One marine killed as search for missing continues after US military planes collides off coast of Japan

'The incident is regrettable, but our focus at the moment is on search and rescue,' Japanese Defense Minister Takeshi Iwaya says

Idrees Ali
Washington DC
,Phil Stewart
Thursday 06 December 2018 22:59
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Search for missing as US warplanes crash off Japan

At least one US Marine has been killed and rescue teams are searching for five others missing after two US aircraft collided in mid-air and crashed into the sea off the coast of Japan during a refuelling exercise.

Japanese and American officials said they had so far found two of the seven Marines who had been aboard the aircraft, an F/A-18 Hornet fighter jet and a KC-130 Hercules.

“One of the recovered Marines is in fair condition and the other has been declared deceased by competent medical personnel,” a US Marine Corps statement said.

The deadly crash is the latest in a string of US military aviation accidents around the world in recent years, which have prompted hearings and criticism in Congress over aircraft safety.

President Donald Trump expressed gratitude to Japan for its quick assistance with search and rescue efforts.

“My thoughts and prayers are with the @USMC (U.S. Marine Corps) crew members who were involved in a mid-air collision off the coast of Japan,” he tweeted.

The incident occurred around 2am local time in Japan (5pm GMT on Wednesday) about 200 miles off the Japanese coast. The Marine Corps said the aircraft were conducting routine training at the time, including refuellng training.

The US military did not speculate on the cause of the collision.

“The incident is regrettable, but our focus at the moment is on search and rescue,” Japanese Defense Minister Takeshi Iwaya told a news conference. “Japan will respond appropriately once the details of the incident are uncovered.”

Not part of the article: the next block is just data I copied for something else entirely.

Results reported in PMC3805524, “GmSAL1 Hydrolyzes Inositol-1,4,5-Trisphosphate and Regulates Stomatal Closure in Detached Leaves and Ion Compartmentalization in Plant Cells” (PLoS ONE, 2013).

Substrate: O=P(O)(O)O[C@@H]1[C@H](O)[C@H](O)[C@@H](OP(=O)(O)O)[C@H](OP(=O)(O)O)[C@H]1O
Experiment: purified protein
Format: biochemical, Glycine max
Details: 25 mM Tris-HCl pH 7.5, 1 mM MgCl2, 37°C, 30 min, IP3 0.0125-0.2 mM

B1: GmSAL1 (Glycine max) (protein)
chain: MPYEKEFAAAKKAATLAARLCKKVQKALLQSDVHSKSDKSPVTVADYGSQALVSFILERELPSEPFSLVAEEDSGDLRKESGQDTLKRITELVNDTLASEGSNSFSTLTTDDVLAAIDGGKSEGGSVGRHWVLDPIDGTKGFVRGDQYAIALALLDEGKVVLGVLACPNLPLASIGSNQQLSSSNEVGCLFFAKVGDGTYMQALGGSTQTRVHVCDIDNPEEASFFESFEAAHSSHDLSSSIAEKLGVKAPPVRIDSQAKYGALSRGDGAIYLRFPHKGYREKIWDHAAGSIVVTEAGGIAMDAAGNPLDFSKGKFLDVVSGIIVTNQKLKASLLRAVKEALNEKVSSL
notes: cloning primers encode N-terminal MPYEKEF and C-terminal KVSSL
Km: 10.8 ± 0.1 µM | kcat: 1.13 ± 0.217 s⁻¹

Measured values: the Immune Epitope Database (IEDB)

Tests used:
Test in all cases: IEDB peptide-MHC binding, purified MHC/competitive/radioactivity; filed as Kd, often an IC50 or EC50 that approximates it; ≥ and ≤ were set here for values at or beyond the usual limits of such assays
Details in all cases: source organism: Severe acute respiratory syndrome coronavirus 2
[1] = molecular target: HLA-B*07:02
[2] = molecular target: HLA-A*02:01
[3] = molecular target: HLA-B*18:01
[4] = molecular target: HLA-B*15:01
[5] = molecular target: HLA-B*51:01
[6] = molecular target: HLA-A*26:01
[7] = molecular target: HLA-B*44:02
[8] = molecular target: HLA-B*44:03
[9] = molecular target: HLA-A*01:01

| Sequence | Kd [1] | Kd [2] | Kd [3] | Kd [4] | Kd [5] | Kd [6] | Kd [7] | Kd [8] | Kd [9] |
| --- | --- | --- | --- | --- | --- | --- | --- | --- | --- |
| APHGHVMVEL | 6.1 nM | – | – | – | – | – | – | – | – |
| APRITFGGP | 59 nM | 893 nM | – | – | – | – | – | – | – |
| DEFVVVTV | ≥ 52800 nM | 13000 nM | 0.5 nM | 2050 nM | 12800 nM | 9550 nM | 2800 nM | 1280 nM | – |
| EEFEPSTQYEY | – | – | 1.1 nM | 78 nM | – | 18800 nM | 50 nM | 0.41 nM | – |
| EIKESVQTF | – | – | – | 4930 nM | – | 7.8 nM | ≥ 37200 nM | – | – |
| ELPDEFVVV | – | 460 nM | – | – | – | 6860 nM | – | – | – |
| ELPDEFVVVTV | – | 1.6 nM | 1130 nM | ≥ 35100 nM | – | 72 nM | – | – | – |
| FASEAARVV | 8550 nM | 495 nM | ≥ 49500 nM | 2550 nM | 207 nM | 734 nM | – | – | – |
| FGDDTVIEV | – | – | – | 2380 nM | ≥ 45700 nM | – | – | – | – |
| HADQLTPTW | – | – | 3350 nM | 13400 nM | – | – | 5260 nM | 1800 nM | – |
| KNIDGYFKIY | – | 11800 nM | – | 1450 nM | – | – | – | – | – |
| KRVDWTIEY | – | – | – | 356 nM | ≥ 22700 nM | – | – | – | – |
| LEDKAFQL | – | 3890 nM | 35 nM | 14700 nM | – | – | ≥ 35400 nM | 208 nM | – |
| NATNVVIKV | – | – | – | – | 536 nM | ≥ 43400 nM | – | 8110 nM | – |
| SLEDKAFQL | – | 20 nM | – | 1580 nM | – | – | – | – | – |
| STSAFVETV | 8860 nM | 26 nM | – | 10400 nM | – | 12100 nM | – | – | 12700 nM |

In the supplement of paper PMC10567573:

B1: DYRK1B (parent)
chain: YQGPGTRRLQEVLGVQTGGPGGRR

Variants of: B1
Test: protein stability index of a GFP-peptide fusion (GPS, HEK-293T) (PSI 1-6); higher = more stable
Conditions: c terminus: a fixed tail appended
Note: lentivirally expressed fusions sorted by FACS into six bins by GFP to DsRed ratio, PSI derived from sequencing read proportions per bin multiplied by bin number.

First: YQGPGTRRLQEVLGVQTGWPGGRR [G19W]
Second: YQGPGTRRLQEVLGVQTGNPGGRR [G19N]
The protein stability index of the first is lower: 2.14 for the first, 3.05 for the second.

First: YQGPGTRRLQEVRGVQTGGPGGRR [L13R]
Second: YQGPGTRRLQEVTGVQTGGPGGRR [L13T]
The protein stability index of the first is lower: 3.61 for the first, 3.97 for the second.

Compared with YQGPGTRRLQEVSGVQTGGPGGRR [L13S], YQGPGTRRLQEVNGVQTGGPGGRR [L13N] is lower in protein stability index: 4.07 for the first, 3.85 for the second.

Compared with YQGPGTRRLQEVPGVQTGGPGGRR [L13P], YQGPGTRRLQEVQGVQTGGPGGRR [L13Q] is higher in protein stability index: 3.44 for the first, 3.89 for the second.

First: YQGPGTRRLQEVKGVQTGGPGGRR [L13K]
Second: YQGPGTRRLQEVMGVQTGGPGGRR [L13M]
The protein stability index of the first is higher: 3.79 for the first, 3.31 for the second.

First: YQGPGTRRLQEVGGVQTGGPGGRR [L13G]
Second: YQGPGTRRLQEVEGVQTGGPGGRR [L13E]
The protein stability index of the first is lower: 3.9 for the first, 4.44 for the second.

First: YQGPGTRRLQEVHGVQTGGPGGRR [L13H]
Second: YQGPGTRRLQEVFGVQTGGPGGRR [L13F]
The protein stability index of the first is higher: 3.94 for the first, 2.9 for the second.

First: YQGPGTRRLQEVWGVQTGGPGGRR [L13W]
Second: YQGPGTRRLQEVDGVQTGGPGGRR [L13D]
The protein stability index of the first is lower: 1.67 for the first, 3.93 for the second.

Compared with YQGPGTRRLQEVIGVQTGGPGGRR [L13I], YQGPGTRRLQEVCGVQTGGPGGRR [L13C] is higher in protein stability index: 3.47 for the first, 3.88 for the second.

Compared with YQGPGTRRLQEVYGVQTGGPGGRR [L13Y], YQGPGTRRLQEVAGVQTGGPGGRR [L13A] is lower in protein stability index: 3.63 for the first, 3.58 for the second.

A US Navy P-8A patrol and surveillance aircraft was helping in search and rescue efforts along with Japanese authorities, the Marine Corps said, adding that the incident was under investigation.

Congressional leaders have called the rash of accidents in recent years a crisis and blamed it on continuous combat operations, deferred modernisation, lack of training, and ageing equipment.

Last year, 16 service members were killed after a military transport plane crash in rural Mississippi.

A military investigation said the primary cause of that crash was a propeller blade that went into the aircraft's fuselage. The investigation added that the propeller had not received proper maintenance and corrosion had been overlooked.

US military accidents are a sensitive topic in Japan, particularly for residents of the southern prefecture of Okinawa, home to the bulk of the US presence in the country. A series of emergency landings and parts falling from military aircraft have sparked concerns over safety.

Reuters

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